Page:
IN THE UNITED STATES DISTRICT COURT FOR THE WESTERN DISTRICT OF PENNSYLVANIA
July 14, 2006
ROYAL INSURANCE COMPANY OF AMERICA, ET AL., PLAINTIFFS,
LATROBE CONSTRUCTION COMPANY, DEFENDANT.
The opinion of the court was delivered by: Magistrate Judge Caiazza
The Defendant's Motion to Strike the Testimony of Gerald Chimenti (Doc. 168) will be denied.
Latrobe objects that this expert's opinions "lack the requisite factual foundation to establish any [of Royal's] claims for damages." See Def.'s Br. (Doc. 169) at 1. Encompassed in counsel's assertion are two theories: (a) Mr. Chimenti's calculations lack acceptable "factual predicate[s]" in the record, and (b) the data upon which he depends is not sufficiently reliable to support an expert opinion. See generally id. at 15-16. Neither criticism has merit.
As to a "factual predicate," the court already has questioned the degree to which one even is necessary for the purposes of Mr. Chimenti's calculations. See Mem. & Order of Sept. 17, 2004 (Doc. 108) at 2 n.1 ("[t]he court is unconvinced that Mr. Chimenti could not properly opine on the calculations" in response to hypothetical questions); see also generally Bogacki v. American Mach. & Foundry Co., 417 F.2d 400, 409 (3d Cir. 1969) (affirming trial court's admission of expert opinion in response to hypothetical question; even where underlying facts are "considerably weakened by cross-examination, . . . issue[s] of credibility [are] for the jury"). Even under the Defendant's articulation, Mr. Chimenti's factual predicates only must find "some support in the record." See Def.'s Br. at 15 (citation and internal quotations omitted, emphasis added). The evidence easily satisfies this requirement. See, e.g., Phase II Exs. AT, AV & AW (examples of Royal's 2002 loss-runs); Ex. BA (Royal's "Statement of Account for Latrobe Construction"); Ex. AS (ltr. from David M. Hooper dated Dec. 1, 1999, confirming parties' accounts were zeroed out in 1994). Any objections Latrobe may level go to the weight and credibility of Mr. Chimenti's opinions, not their admissibility.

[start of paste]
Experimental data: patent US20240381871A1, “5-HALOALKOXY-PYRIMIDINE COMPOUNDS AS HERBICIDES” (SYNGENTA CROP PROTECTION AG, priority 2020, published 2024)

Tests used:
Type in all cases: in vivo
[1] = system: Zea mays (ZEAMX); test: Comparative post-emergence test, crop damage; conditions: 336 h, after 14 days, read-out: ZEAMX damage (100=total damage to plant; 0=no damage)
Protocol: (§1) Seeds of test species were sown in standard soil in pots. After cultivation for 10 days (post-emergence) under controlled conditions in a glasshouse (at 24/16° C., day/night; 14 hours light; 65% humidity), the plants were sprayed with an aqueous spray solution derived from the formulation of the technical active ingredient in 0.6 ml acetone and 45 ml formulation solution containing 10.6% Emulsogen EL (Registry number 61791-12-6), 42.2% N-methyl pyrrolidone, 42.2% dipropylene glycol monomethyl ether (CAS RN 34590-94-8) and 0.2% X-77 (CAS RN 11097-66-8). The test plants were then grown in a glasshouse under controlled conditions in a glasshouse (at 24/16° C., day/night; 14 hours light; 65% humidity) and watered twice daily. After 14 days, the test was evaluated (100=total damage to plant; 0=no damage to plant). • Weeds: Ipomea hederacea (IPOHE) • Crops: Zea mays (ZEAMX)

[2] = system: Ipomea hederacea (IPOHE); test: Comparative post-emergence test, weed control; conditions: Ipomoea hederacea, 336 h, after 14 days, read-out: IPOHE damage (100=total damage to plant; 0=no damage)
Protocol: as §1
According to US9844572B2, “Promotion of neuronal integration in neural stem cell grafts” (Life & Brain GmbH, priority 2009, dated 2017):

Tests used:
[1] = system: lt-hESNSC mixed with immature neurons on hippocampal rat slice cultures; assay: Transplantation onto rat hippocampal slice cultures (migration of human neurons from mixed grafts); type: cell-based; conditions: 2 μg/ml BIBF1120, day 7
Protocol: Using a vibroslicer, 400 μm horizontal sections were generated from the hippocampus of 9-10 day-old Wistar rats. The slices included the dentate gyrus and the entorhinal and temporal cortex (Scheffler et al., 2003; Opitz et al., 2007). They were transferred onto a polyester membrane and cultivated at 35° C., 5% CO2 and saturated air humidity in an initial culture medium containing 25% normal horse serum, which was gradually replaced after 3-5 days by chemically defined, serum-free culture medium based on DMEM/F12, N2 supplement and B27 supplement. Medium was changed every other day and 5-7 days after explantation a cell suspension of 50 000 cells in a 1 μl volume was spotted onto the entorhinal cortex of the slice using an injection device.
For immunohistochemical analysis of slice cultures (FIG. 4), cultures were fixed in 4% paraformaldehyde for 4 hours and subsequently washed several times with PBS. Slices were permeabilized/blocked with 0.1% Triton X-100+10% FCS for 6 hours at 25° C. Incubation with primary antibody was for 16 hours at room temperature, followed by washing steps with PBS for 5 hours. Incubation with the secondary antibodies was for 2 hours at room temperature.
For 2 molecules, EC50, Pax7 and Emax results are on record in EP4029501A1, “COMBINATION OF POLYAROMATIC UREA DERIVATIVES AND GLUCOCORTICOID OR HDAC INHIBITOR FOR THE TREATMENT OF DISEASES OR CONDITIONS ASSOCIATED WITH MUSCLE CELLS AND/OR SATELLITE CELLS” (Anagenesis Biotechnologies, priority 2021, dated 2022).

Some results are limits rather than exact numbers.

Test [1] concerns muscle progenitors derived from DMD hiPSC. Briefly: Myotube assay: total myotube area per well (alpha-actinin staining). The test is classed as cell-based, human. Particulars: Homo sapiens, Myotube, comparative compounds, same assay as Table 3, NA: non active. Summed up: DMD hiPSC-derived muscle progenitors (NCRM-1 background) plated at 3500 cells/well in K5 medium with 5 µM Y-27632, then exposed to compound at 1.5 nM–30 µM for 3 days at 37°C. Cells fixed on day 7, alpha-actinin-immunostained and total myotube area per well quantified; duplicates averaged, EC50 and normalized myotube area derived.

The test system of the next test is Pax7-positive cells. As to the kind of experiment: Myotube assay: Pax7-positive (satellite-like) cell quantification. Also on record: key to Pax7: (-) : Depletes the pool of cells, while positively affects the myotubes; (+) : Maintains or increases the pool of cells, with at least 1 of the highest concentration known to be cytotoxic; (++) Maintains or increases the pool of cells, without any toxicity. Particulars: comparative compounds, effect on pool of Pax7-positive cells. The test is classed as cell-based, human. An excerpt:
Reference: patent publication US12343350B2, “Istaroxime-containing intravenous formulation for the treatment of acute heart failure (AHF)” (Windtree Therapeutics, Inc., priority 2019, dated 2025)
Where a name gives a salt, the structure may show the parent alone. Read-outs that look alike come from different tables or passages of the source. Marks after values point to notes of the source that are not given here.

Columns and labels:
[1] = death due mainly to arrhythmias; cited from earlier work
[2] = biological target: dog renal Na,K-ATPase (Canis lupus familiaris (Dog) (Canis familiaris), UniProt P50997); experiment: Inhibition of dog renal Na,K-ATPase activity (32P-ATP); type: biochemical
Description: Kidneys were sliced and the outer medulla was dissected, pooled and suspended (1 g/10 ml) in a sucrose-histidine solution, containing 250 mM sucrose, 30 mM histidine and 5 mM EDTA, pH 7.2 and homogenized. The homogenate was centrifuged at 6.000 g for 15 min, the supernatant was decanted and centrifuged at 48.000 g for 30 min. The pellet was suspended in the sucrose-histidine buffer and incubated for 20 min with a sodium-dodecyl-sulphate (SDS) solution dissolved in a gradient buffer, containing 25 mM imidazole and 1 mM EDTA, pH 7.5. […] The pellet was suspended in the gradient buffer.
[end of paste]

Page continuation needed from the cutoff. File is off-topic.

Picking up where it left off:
As to the second issue, the reliability of Mr. Chimenti's data, the test is whether the information "is of a type reasonably relied on by experts in the field." See Def.'s Br. at 16; see also Pls.' Opp'n Br. (Doc. 172) at 3 (quoting published Third Circuit authority).
The Defendant cannot convincingly challenge Mr. Chimenti's opinions when its own expert Gerald Raabe has relied on essentially the same data set. See Rpt. of Gerald L. Raabe dated July 31, 2003 (attached under Ex. A to Doc. 86) at 5, 7 (confirming expert's reliance on Royal's 2002 loss-runs); compare id. at attachment pg. 29 ("total billings" line) with Ex. BA (both reflecting numbers found in Royal's statement of account); see also generally Mr. Raabe's Rpt. at 6 & Aff. (Ex. A to Doc. 86) at 1 ("the documents . . . made available provided sufficient information to calculate premiums I believe to be reasonable and true," and opinions and calculations were "rendered within a reasonable degree of professional certainty").
The court agrees with the experts that the data made available to them was sufficient for the purposes of Federal Rule of Evidence 703. Diane Leger testified at length regarding the wide-ranging internal and external audits conducted on Royal's loss-runs. See Tr. at 172-2.4-8.*fn1
The experts reasonably relied on the audited loss-runs,*fn2 especially given the administrative impracticability of the alternative, i.e., reviewing hundreds if not thousands of medical and indemnity payments in dozens, if not hundreds, of Latrobe claims files.*fn3
Next is Royal's statement of account. While the undersigned may be inclined to agree that it is not the best evidence conceivable, it certainly suffices under the relatively liberal standards in Federal Rule 703. Compare id. ("[i]f of a type reasonably relied upon by experts, . . . the facts or data need not be admissible in evidence in order for the opinion or inference to be admitted") with discussion supra (noting Mr. Raabe's acceptance of statement of account for purposes of his expert report). In addition, the court finds at least somewhat disingenuous Latrobe's attempt to now take issue with Royal's account summaries, given the Defendant's silence regarding the matter over the last several years of litigation. And though Latrobe complains of purported omissions in Royal's document production, no timely discovery motions are apparent.
The court does not think it appropriate to countenance "trial by ambush,"*fn4 and the Defendant's arguments regarding the statement of account are unavailing.
For all of these reasons,*fn5 the Defendant's Motion to Strike (Doc. 168) is hereby DENIED.
IT IS SO ORDERED.